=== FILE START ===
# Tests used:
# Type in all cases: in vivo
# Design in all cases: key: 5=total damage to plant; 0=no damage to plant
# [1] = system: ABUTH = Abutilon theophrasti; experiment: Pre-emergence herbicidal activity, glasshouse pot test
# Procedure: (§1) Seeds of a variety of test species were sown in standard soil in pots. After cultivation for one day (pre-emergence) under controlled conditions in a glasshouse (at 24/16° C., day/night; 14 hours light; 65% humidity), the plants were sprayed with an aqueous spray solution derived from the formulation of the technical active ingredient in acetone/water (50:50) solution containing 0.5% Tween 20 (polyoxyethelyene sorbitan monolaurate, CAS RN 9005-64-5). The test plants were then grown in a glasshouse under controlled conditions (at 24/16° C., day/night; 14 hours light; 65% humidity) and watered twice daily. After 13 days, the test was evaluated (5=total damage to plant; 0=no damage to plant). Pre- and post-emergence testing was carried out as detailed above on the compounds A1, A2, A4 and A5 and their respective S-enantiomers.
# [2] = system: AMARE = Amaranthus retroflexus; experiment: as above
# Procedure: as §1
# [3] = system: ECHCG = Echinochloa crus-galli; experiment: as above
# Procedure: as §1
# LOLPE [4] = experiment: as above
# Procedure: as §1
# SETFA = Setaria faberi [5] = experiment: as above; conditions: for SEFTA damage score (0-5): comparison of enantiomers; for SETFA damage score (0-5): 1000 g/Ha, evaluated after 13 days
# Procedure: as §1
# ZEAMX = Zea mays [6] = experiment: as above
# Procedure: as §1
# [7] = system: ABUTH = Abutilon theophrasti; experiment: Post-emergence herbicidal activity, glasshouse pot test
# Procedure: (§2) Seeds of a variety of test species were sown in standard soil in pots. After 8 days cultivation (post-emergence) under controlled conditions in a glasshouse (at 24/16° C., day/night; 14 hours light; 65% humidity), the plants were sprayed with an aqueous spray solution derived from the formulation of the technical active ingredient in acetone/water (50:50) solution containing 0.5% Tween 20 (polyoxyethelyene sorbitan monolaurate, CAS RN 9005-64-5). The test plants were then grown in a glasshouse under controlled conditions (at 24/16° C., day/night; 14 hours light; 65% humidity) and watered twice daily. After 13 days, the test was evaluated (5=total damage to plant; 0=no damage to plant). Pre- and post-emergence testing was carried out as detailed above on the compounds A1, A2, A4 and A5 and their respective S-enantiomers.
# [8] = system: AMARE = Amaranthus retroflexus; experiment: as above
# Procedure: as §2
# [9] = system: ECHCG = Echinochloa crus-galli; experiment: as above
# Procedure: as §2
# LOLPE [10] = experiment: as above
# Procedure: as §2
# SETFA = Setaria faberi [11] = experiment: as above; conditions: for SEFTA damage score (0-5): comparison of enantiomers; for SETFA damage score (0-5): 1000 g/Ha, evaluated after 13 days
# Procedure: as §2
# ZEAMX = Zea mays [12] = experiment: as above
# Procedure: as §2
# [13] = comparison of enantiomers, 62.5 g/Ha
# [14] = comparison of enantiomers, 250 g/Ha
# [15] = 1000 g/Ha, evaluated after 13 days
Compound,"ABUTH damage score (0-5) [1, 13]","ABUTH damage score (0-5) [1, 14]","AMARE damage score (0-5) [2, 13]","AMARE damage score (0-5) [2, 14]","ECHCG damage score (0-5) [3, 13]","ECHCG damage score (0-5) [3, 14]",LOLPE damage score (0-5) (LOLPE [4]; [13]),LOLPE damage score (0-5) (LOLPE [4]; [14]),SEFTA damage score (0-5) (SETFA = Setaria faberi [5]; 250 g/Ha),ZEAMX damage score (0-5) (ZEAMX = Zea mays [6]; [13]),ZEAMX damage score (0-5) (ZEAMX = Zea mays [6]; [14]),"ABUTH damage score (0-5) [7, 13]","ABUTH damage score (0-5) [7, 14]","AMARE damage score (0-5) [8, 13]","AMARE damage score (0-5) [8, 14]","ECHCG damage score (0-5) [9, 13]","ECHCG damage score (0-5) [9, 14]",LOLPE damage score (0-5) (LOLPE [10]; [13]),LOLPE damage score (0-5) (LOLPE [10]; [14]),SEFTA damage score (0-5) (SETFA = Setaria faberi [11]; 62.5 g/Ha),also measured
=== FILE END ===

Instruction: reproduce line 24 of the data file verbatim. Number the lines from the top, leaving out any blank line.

# SETFA = Setaria faberi [11] = experiment: as above; conditions: for SEFTA damage score (0-5): comparison of enantiomers; for SETFA damage score (0-5): 1000 g/Ha, evaluated after 13 days